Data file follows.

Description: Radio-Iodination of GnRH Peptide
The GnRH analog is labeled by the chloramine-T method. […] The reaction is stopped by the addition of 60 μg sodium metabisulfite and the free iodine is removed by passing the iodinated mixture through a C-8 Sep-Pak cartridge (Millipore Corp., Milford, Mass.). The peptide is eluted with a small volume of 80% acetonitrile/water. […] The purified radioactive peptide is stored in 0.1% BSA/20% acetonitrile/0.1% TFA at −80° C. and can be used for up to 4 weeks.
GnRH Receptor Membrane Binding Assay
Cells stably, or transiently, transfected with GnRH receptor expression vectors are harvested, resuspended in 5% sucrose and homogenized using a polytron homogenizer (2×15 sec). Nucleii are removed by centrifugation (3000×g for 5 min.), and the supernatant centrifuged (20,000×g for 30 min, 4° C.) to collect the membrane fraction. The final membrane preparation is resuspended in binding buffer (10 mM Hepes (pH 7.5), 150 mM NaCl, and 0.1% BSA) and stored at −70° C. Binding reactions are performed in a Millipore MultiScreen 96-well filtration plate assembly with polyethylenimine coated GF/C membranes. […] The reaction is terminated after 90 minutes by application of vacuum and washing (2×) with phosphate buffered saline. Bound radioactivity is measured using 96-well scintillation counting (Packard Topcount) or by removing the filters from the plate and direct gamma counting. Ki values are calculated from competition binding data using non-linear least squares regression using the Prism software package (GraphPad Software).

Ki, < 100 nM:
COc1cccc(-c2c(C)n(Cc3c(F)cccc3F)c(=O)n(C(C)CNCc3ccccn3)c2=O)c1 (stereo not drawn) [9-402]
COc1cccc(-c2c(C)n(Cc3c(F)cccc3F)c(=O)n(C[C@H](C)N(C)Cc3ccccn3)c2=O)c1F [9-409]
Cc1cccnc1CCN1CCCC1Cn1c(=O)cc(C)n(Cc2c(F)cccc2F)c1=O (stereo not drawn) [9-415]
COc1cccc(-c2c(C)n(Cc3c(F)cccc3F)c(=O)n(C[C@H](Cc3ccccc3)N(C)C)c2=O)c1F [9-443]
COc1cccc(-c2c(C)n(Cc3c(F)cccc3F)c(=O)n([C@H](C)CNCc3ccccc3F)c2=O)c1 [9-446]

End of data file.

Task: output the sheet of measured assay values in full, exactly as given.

Description: Radio-Iodination of GnRH Peptide
The GnRH analog is labeled by the chloramine-T method. […] The reaction is stopped by the addition of 60 μg sodium metabisulfite and the free iodine is removed by passing the iodinated mixture through a C-8 Sep-Pak cartridge (Millipore Corp., Milford, Mass.). The peptide is eluted with a small volume of 80% acetonitrile/water. […] The purified radioactive peptide is stored in 0.1% BSA/20% acetonitrile/0.1% TFA at −80° C. and can be used for up to 4 weeks.
GnRH Receptor Membrane Binding Assay
Cells stably, or transiently, transfected with GnRH receptor expression vectors are harvested, resuspended in 5% sucrose and homogenized using a polytron homogenizer (2×15 sec). Nucleii are removed by centrifugation (3000×g for 5 min.), and the supernatant centrifuged (20,000×g for 30 min, 4° C.) to collect the membrane fraction. The final membrane preparation is resuspended in binding buffer (10 mM Hepes (pH 7.5), 150 mM NaCl, and 0.1% BSA) and stored at −70° C. Binding reactions are performed in a Millipore MultiScreen 96-well filtration plate assembly with polyethylenimine coated GF/C membranes. […] The reaction is terminated after 90 minutes by application of vacuum and washing (2×) with phosphate buffered saline. Bound radioactivity is measured using 96-well scintillation counting (Packard Topcount) or by removing the filters from the plate and direct gamma counting. Ki values are calculated from competition binding data using non-linear least squares regression using the Prism software package (GraphPad Software).

Ki, < 100 nM:
COc1cccc(-c2c(C)n(Cc3c(F)cccc3F)c(=O)n(C(C)CNCc3ccccn3)c2=O)c1 (stereo not drawn) [9-402]
COc1cccc(-c2c(C)n(Cc3c(F)cccc3F)c(=O)n(C[C@H](C)N(C)Cc3ccccn3)c2=O)c1F [9-409]
Cc1cccnc1CCN1CCCC1Cn1c(=O)cc(C)n(Cc2c(F)cccc2F)c1=O (stereo not drawn) [9-415]
COc1cccc(-c2c(C)n(Cc3c(F)cccc3F)c(=O)n(C[C@H](Cc3ccccc3)N(C)C)c2=O)c1F [9-443]
COc1cccc(-c2c(C)n(Cc3c(F)cccc3F)c(=O)n([C@H](C)CNCc3ccccc3F)c2=O)c1 [9-446]